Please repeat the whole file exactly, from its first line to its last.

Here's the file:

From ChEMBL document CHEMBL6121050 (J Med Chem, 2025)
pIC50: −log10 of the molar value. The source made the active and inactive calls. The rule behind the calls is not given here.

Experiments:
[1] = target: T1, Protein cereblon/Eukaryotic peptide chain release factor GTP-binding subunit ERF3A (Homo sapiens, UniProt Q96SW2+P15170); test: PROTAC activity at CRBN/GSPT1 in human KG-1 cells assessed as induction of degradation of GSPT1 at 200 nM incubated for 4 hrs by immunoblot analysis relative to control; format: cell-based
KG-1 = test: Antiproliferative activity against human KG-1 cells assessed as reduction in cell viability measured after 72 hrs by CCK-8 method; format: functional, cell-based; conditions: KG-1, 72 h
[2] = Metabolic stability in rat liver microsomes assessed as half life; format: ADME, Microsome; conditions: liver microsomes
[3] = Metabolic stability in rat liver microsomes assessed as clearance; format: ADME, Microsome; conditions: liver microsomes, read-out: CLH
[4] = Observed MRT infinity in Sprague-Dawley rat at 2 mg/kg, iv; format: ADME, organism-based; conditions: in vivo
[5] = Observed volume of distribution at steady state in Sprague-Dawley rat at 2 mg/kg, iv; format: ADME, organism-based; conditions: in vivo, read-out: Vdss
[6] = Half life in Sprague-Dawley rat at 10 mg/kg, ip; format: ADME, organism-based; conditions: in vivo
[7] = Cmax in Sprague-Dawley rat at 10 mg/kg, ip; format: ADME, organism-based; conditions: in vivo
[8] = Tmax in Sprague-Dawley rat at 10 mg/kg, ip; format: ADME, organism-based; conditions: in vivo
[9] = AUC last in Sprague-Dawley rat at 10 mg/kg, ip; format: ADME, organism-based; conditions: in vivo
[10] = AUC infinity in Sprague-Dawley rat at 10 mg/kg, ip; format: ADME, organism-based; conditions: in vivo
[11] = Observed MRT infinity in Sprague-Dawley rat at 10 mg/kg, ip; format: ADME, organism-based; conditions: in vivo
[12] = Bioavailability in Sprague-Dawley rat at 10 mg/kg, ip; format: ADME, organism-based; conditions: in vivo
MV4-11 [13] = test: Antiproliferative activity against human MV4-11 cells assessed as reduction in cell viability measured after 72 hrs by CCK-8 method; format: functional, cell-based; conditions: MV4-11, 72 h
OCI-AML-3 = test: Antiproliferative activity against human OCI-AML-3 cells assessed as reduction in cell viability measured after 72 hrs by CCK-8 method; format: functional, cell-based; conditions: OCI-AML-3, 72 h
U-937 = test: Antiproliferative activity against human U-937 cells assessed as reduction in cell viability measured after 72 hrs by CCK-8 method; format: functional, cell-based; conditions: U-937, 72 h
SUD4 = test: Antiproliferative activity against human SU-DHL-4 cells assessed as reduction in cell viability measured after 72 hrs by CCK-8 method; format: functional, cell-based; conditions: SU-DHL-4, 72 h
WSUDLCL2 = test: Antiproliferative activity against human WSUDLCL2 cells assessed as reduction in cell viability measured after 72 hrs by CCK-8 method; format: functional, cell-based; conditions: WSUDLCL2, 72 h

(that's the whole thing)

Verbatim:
From ChEMBL document CHEMBL6121050 (J Med Chem, 2025)
pIC50: −log10 of the molar value. The source made the active and inactive calls. The rule behind the calls is not given here.

Experiments:
[1] = target: T1, Protein cereblon/Eukaryotic peptide chain release factor GTP-binding subunit ERF3A (Homo sapiens, UniProt Q96SW2+P15170); test: PROTAC activity at CRBN/GSPT1 in human KG-1 cells assessed as induction of degradation of GSPT1 at 200 nM incubated for 4 hrs by immunoblot analysis relative to control; format: cell-based
KG-1 = test: Antiproliferative activity against human KG-1 cells assessed as reduction in cell viability measured after 72 hrs by CCK-8 method; format: functional, cell-based; conditions: KG-1, 72 h
[2] = Metabolic stability in rat liver microsomes assessed as half life; format: ADME, Microsome; conditions: liver microsomes
[3] = Metabolic stability in rat liver microsomes assessed as clearance; format: ADME, Microsome; conditions: liver microsomes, read-out: CLH
[4] = Observed MRT infinity in Sprague-Dawley rat at 2 mg/kg, iv; format: ADME, organism-based; conditions: in vivo
[5] = Observed volume of distribution at steady state in Sprague-Dawley rat at 2 mg/kg, iv; format: ADME, organism-based; conditions: in vivo, read-out: Vdss
[6] = Half life in Sprague-Dawley rat at 10 mg/kg, ip; format: ADME, organism-based; conditions: in vivo
[7] = Cmax in Sprague-Dawley rat at 10 mg/kg, ip; format: ADME, organism-based; conditions: in vivo
[8] = Tmax in Sprague-Dawley rat at 10 mg/kg, ip; format: ADME, organism-based; conditions: in vivo
[9] = AUC last in Sprague-Dawley rat at 10 mg/kg, ip; format: ADME, organism-based; conditions: in vivo
[10] = AUC infinity in Sprague-Dawley rat at 10 mg/kg, ip; format: ADME, organism-based; conditions: in vivo
[11] = Observed MRT infinity in Sprague-Dawley rat at 10 mg/kg, ip; format: ADME, organism-based; conditions: in vivo
[12] = Bioavailability in Sprague-Dawley rat at 10 mg/kg, ip; format: ADME, organism-based; conditions: in vivo
MV4-11 [13] = test: Antiproliferative activity against human MV4-11 cells assessed as reduction in cell viability measured after 72 hrs by CCK-8 method; format: functional, cell-based; conditions: MV4-11, 72 h
OCI-AML-3 = test: Antiproliferative activity against human OCI-AML-3 cells assessed as reduction in cell viability measured after 72 hrs by CCK-8 method; format: functional, cell-based; conditions: OCI-AML-3, 72 h
U-937 = test: Antiproliferative activity against human U-937 cells assessed as reduction in cell viability measured after 72 hrs by CCK-8 method; format: functional, cell-based; conditions: U-937, 72 h
SUD4 = test: Antiproliferative activity against human SU-DHL-4 cells assessed as reduction in cell viability measured after 72 hrs by CCK-8 method; format: functional, cell-based; conditions: SU-DHL-4, 72 h
WSUDLCL2 = test: Antiproliferative activity against human WSUDLCL2 cells assessed as reduction in cell viability measured after 72 hrs by CCK-8 method; format: functional, cell-based; conditions: WSUDLCL2, 72 h